May 27, 1833

27 May: Overcast sky, cool, wind. At 7:30, 54° F [12.2°C]. The Assiniboine had arrived at the agency last night and had stayed there; now it anchored about eleven o’clock at the wooded bank near the Yellow Stone. Our woodcutters had been working all morning and returned shortly before noon. It was so cold that we had a fire all day. Mr. Bodmer brought me Big Soldier’s leather costume as a gift from Major Bean; an interesting souvenir. He called on us toward noon. Wahktä́geli’s costume was adorned with the hair of his enemies, particularly [that] of a Mandan Indian, attached in narrow braids. Big Soldier told me that he had killed four Indians: two Pawnees, Mandans, and others [sic].

Approximately opposite the Sioux Agency, a creek that the Yanktons call Pächendächende (‘ch’ velar, final ‘e’ short) emerges next to the island that lies here in the river. We were now rather close to the end of this island on the left bank.M79Noon, 59°F [15°C]. After lunch the Assiniboine swiftly passed us. We soon followed. The family of a Sioux chief, Little Soldier,M80Tukán-Hätón (‘an’ and ‘on’ as in French). was on board to make the voyage to the Little Missouri [Bad River]. They were in mourning because some of their children had died, and therefore [they were] poorly and plainly dressed and smeared with clay. Big Soldier visited us once more before our departure; today he had no feathers on his head but just a red ribbon. After he had eaten, he had to leave since the boat was beginning to move; for a long time we still saw his singular figure on shore. As the boat swiftly hastened away, the Indian women put their heads down as a sign that they were dizzy.

About twenty minutes past the island, a creek appears to the right; it is probably one of Lewis and Clark's Three Rivers. It issues from willow and cottonwood thickets. Before us on the right bank the Assiniboine was hard aground and could go no farther. The prairie hills behind the plain again have their black medial stratum. Along the shore to the left, steep bluffs again, not high and unattractively gray. We reach the Assiniboine and halt in the vicinity. The [boats] take soundings.[Page 2:96] The keelboat moves beside us. Because the water was too shallow, we stayed here today. The men fished and caught several catfish of the smaller olive-brownish variety.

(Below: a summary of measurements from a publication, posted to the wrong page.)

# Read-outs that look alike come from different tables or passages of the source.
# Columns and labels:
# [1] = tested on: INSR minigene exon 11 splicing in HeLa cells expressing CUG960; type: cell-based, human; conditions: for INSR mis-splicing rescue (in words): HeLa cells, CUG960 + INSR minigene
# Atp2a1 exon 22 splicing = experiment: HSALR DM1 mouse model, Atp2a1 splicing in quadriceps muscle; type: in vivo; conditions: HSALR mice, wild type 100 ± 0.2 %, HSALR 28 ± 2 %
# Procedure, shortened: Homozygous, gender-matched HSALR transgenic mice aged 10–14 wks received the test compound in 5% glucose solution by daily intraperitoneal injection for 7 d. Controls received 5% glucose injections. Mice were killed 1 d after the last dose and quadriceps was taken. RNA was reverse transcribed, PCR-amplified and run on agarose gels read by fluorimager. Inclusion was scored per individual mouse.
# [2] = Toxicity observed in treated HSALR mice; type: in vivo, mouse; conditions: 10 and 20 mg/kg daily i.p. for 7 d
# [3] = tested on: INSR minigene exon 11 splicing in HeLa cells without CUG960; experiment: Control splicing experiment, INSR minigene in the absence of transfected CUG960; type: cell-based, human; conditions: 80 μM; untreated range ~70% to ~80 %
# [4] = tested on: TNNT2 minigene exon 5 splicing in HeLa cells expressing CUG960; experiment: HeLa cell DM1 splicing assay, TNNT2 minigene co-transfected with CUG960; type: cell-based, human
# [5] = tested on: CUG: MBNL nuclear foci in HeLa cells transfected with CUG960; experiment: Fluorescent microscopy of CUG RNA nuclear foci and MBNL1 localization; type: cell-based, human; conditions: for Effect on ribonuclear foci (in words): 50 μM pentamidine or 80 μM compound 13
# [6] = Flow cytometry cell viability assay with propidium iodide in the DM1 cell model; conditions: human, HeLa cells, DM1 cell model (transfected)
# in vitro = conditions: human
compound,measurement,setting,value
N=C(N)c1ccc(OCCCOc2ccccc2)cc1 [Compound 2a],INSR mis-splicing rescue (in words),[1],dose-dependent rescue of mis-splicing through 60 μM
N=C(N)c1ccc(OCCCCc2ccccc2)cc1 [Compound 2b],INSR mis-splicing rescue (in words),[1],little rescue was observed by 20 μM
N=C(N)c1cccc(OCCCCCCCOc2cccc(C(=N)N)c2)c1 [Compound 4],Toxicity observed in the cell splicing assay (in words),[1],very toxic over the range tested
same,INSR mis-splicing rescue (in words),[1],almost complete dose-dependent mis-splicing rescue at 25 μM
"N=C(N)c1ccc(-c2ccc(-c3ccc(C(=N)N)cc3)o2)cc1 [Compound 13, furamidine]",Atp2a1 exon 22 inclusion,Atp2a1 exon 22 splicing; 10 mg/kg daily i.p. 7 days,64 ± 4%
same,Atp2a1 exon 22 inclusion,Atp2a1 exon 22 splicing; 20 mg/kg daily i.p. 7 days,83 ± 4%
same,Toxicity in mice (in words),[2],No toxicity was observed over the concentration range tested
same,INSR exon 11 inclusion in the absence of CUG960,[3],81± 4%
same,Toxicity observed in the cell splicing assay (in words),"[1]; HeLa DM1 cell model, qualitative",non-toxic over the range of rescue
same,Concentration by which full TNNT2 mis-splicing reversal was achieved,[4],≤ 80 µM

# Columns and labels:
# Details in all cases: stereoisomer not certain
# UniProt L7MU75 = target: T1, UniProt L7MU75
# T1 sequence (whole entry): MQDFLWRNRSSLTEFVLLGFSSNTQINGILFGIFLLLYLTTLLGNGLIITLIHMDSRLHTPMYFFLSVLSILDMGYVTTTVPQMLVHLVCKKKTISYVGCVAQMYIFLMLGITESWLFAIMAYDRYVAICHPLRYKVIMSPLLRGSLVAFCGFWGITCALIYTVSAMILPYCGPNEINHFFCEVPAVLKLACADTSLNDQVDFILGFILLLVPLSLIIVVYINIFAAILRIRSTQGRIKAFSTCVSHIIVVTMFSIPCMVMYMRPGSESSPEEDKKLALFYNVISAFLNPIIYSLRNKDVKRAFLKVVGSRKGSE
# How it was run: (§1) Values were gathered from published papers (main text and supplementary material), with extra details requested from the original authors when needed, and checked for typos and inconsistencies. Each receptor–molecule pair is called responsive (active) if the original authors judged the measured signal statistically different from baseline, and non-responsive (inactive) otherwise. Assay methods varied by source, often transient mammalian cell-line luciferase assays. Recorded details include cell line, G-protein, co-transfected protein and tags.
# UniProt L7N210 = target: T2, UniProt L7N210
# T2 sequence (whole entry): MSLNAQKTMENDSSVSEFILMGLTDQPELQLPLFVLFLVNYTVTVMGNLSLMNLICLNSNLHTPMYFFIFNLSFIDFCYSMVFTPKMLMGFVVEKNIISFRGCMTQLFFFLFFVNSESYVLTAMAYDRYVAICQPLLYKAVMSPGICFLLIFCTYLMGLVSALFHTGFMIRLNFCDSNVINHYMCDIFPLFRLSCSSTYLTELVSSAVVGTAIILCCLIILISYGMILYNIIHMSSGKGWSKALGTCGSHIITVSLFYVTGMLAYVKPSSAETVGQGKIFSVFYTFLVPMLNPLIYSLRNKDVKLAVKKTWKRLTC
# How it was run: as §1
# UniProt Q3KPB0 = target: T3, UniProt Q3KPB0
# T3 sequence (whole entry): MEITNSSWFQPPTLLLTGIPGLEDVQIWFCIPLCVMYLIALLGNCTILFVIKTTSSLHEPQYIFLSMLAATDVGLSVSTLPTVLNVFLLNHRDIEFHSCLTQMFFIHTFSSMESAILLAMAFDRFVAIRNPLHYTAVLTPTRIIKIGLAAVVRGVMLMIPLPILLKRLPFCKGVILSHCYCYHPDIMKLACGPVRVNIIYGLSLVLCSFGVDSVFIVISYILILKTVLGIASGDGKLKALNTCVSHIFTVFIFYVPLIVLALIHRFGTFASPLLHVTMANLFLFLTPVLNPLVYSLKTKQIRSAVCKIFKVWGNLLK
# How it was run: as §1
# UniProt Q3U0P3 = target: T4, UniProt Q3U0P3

We went hunting in the nearby dense, wild forest. On shore there was a border, about 60 paces wide, of slender, narrow-leaved willows (Salix [— —]), which have grown up so dense and slender that one can barely get through. Beyond them there is a forest of tall old cottonwoods, elms, box elders, and ashes with a very compact understory of roses, Cornus, and other entangled bushes, [as well as] wild vines (Vitis), Clematis, Rhus, and other plants often entwined in tangles. On open spots on the ground, the pea vine (an Apios or Glycine tuberosa Linn.)—a very useful plant—and the lily of the valley (Convallaria [— —]) grow everywhere in profusion. The pea vine is a climbing plant, the foliage of which is excellent fodder for cattle and horses, which grow very fat from it. On its root grows a bulb the size of a small walnut with a somewhat violet-colored shell, completely white on the inside, which provides very tasty, nourishing food.M81As Say has already noted, it provides very good fodder for horses and cattle. I have not found this plant in bloom. See Say in Major Long’s Expedition, vol. 1, p. 135. A large number of birds lived in this wilderness. The Carolina dove uttered its melancholy call everywhere, and our men pursued these doves for food. Fringilla erythrophthalma, Muscicapa ruticilla, and other small birds were very abundant, and Hirundo purpurea hovered about in the air. We found a nice nest with eggs but could not become acquainted with its builder. In the evening, which was very cool, our Indians made themselves a fire in the forest but returned to the ship for the night.

Monday, May 27, 1833
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